From a press release by the Ministry of Environment and Natural Resources:
With 45 votes in favor, members of the FMLN, Unidos por El salvador and GANA approved the amendment of a Law on the control of pesticides, fertilizers and products for agricultural use, which allows the prohibition of 53 chemicals in El Salvador.
Among the list of the 53 chemicals are Paraquat, Glyphosate and Endosulfan, which caused controversy among right-wing deputies. Deputy Mario Ponce, of the Alianza Republicana Nacionalista (ARENA) party, opposed these substances being on the list, however, he did not have the support of other MPs.
Nery Diaz, deputy of the Frente Farabundo Martí party (FMLN) defended the opinion on the grounds that paraquat is related to an increase in renal diseases.
More on this topic
The Legislature will not accept Presidential comments on Act 53 which prohibits the use of agrochemicals, and will only increase the timeframe for their withdrawal.
The Committee on the Environment and Climate Change in Congress has set a deadline of one year for a ban on the sale of the pesticide "Paraquat" and two years for other products.
The regulation increases the size of the "aguinaldo" (extra salary at the end of the year), depending on the number of worked years.
Those who have been working in a company for between 1 and 3 years will receive 15 days worth of 'aguinaldo' (end of year salary payment), those with between 3 and 10 years will receive 19 days worth of aguinaldo, and those who have worked for more than 10 years, will receive 21 days worth of aguinaldo.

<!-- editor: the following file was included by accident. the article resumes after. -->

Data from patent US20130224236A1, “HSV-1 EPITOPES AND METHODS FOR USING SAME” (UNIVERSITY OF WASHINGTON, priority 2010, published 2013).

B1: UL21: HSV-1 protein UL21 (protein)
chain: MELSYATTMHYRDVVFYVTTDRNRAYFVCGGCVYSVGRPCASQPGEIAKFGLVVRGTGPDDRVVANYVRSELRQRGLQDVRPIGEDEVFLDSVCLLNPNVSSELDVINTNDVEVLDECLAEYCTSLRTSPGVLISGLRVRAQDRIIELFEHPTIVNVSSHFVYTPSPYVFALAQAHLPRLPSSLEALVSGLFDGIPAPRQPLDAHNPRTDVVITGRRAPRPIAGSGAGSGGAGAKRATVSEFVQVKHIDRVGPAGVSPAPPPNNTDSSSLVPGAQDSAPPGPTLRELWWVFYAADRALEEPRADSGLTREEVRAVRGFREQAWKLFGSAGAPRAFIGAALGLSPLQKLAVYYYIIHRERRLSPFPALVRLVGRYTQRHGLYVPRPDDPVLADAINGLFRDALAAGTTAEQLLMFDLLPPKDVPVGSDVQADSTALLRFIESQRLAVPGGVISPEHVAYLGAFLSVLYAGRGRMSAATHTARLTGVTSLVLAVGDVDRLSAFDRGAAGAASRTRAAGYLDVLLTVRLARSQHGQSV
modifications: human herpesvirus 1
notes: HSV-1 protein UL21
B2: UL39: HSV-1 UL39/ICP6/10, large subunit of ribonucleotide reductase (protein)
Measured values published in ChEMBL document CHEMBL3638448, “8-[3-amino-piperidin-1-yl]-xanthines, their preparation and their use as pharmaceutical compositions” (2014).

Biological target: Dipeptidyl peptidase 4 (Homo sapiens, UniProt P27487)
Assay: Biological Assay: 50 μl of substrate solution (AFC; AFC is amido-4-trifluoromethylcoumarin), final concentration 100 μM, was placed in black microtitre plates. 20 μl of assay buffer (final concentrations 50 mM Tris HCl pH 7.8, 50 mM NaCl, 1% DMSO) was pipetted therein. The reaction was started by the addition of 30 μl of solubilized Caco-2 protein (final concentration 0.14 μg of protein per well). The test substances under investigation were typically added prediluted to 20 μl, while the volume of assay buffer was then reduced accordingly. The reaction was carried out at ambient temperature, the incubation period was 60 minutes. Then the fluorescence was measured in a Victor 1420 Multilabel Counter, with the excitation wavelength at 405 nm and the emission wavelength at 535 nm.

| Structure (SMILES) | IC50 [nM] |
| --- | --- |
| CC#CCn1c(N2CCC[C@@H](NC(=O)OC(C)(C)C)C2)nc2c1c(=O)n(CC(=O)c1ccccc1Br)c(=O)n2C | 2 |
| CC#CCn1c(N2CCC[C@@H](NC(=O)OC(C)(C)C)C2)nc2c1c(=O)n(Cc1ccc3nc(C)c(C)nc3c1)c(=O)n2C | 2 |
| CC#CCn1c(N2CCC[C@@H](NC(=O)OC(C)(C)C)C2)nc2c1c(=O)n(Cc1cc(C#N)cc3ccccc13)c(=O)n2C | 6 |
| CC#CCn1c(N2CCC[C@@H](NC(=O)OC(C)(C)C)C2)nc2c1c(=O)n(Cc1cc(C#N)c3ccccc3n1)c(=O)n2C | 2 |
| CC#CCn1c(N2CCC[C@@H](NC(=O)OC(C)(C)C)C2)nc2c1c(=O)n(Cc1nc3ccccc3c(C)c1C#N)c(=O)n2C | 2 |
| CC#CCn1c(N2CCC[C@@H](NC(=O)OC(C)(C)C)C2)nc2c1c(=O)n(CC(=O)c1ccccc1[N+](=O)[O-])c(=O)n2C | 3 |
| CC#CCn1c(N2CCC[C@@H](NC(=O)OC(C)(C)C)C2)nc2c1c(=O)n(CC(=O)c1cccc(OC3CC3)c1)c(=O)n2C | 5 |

Salvadoran coffee growers have asked for a review of the rule stating that there arent any alternative measures which provide the same levels of efficiency and coverage.
According to the president of the Association of Coffee Producers (ABECAFE), Carlos Borgonovo, the congressional initiative threatens the quality and quantity of the grain harvest.
Businessmen from the Salvadoran agricultural sector remarked that the measure could cause a 60% drop in production.
The warning came from the international organization CropLife, which is a member of the Agricultural Suppliers Association (APA) of El Salvador. "The FAO has said that without the use of pesticides, you run the risk of losing between 40% and 60% of the harvest, and this not only true in El Salvador, but around the world," said Martin Zuniga, CropLife regional director for Central America and the Caribbean.